Hand Tools

Subject:
Re: Frame saws
Response To:
Re: Frame saws *LINK* ()

david weaver
If they're made well, they don't take longer to learn. If someone goes out and buys a large beech emmerich saw and tries to cut a small tenon with it, or dovetails, then the results will be fairly predictable.

That leaves making purpose-built saws as a good option (which that person - Xin - does in other videos). He's got saws with rotating fixtures, but he also demonstrates making saws that are fixed.

I'd assume that the average person who uses backed saws and carpenters saw vs. the average person who would put the same number of hours in bow saws would find themselves practically identical in capability for basic joints.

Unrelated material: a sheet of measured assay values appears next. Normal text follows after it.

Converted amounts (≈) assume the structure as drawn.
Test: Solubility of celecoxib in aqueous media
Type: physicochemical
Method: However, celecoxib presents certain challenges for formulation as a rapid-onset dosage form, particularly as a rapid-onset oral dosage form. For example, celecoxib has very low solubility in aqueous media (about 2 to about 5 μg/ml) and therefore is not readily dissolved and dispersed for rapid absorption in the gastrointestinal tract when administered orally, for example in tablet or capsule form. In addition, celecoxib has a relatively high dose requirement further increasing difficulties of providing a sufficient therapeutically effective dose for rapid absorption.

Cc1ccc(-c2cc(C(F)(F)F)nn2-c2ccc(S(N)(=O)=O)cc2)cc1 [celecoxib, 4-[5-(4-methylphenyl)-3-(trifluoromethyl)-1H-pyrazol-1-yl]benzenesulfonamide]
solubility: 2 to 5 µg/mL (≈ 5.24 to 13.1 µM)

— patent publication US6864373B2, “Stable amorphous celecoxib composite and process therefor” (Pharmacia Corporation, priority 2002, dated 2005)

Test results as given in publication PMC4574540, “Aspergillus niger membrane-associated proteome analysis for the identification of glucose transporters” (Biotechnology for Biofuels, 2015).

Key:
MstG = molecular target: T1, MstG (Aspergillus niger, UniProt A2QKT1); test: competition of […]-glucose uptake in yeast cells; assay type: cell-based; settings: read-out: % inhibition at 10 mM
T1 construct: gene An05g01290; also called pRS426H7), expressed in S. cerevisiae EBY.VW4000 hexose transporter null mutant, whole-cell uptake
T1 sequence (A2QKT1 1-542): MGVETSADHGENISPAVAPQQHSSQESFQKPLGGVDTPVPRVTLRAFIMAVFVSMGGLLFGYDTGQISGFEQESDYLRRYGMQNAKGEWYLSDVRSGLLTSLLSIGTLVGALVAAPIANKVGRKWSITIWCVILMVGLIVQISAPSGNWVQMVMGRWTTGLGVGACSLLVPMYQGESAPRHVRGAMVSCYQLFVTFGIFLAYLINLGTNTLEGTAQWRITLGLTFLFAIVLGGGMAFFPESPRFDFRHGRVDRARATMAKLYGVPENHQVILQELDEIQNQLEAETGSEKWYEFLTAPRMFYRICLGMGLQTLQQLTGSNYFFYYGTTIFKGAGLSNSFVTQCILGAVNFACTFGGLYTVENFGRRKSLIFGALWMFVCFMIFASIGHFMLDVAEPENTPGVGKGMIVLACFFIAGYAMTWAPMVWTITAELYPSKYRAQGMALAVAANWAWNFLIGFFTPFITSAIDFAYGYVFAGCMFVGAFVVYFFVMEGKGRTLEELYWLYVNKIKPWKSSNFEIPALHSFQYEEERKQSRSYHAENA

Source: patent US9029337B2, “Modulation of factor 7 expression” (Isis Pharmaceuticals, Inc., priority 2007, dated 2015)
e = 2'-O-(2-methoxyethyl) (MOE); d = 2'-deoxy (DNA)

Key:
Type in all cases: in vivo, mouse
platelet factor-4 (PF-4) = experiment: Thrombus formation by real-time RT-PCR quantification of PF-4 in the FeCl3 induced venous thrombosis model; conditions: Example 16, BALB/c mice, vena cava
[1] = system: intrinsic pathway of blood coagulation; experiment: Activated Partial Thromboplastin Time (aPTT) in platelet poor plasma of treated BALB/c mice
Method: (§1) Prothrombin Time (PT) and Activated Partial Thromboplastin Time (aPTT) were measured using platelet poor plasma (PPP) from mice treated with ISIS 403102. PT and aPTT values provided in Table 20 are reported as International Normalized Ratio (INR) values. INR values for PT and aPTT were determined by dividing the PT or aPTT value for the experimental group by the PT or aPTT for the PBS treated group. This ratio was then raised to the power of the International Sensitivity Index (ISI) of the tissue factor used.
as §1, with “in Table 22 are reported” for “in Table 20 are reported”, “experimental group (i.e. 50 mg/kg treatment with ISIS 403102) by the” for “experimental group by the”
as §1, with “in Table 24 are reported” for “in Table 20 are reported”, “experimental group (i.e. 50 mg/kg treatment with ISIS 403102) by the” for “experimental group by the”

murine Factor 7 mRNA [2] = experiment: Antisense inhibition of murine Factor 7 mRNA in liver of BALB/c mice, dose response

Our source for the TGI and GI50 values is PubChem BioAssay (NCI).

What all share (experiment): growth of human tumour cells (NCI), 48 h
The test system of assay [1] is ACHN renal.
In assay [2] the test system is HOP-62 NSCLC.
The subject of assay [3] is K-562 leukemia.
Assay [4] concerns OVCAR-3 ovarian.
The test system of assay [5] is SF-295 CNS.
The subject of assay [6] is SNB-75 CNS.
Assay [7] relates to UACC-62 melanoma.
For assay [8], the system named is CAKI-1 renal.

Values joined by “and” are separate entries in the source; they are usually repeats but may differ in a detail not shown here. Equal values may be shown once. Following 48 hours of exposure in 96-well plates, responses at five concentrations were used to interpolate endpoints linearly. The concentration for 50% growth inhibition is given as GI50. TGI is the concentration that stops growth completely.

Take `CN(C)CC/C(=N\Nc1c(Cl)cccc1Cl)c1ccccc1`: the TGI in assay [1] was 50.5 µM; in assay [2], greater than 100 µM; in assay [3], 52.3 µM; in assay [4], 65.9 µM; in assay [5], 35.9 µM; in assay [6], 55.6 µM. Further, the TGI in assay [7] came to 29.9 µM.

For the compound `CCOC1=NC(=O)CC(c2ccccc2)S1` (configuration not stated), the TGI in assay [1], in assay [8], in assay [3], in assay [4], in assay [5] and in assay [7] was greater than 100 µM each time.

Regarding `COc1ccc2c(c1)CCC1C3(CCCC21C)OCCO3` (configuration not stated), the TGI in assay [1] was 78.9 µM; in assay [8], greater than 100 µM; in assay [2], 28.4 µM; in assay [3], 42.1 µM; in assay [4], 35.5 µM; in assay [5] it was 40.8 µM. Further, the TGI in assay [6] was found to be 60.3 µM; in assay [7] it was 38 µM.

I really like Xin's videos - they're a great demonstration of getting on with the work without too many fixtures. It's clear that he's done each of the things he demonstrates hundreds or thousands of times.

I think we get caught up as English-style woodworkers struggling with hand saws when we first start, and then we expect to pick up a different style of saws and use them as well as we do what we've learned with. When you get away from these forums and go out to the ground level (local groups, etc), you find a lot of people who concluded that pullsaws are the best (because they're easy to start, and no sharpening is required), and they never get beyond that.

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